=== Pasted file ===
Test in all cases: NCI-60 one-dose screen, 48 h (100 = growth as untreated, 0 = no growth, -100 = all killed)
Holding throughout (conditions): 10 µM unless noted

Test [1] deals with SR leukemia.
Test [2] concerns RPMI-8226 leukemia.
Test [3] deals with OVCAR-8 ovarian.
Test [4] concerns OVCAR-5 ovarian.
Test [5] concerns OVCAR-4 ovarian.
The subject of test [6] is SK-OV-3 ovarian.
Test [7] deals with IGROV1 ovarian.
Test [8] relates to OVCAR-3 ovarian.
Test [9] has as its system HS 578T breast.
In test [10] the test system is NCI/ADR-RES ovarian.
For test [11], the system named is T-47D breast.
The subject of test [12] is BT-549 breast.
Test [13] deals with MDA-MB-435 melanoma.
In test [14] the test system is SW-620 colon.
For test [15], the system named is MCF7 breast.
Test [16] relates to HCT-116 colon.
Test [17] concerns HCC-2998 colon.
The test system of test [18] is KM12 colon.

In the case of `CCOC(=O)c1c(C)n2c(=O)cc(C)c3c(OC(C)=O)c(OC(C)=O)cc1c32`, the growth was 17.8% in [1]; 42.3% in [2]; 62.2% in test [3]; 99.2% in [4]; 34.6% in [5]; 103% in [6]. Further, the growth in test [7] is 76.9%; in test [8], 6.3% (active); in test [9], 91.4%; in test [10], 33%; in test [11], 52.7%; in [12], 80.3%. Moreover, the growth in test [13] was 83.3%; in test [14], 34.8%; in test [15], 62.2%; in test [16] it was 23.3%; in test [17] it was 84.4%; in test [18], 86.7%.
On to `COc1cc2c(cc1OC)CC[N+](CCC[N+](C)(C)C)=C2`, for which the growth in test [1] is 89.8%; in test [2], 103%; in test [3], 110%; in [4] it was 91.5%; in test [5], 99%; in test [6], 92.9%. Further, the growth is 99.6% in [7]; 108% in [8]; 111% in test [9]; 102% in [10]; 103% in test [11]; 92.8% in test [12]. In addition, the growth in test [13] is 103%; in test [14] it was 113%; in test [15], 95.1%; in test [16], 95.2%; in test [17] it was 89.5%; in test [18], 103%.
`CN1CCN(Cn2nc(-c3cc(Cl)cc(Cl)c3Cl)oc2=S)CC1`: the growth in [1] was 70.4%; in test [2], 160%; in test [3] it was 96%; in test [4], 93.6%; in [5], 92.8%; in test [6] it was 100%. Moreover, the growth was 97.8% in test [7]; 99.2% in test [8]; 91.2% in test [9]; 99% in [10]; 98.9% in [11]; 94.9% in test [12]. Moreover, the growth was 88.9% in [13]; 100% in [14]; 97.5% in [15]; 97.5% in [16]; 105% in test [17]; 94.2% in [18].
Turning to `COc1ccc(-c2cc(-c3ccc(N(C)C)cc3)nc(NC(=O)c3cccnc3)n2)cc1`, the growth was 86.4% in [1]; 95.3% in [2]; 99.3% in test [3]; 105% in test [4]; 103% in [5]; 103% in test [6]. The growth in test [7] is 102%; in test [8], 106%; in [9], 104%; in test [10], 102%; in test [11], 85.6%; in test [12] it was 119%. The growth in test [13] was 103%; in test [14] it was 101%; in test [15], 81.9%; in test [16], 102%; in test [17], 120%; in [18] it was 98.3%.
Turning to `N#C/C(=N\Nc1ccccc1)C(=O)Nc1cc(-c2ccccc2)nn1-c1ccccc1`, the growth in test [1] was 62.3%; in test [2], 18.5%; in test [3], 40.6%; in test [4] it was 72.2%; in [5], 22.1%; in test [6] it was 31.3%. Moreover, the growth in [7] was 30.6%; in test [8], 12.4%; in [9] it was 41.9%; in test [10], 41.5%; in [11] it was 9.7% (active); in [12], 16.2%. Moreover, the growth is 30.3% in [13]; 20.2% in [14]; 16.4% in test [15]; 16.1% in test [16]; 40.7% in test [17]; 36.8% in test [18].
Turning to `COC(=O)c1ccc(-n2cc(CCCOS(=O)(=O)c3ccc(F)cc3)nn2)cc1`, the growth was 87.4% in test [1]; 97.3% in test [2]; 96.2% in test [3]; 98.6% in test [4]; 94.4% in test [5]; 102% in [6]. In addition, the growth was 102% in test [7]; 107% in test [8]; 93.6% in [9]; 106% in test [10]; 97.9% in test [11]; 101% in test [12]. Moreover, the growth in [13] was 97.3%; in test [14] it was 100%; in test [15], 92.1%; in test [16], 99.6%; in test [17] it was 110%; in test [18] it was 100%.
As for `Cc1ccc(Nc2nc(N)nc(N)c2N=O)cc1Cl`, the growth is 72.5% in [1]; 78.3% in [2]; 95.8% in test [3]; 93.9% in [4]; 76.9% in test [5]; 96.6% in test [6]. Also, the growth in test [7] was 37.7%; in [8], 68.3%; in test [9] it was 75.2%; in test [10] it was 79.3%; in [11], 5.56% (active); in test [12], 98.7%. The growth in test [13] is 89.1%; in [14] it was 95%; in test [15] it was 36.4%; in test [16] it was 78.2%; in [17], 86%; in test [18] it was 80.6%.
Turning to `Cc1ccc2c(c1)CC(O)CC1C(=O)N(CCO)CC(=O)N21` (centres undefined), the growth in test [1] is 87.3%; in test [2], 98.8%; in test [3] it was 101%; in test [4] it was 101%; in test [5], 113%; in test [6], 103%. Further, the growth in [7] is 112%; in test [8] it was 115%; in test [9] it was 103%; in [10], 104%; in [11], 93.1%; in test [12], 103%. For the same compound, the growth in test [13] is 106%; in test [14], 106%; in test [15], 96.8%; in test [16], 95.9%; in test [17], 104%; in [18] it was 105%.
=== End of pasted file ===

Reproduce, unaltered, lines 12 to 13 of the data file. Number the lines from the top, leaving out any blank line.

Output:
In test [10] the test system is NCI/ADR-RES ovarian.
For test [11], the system named is T-47D breast.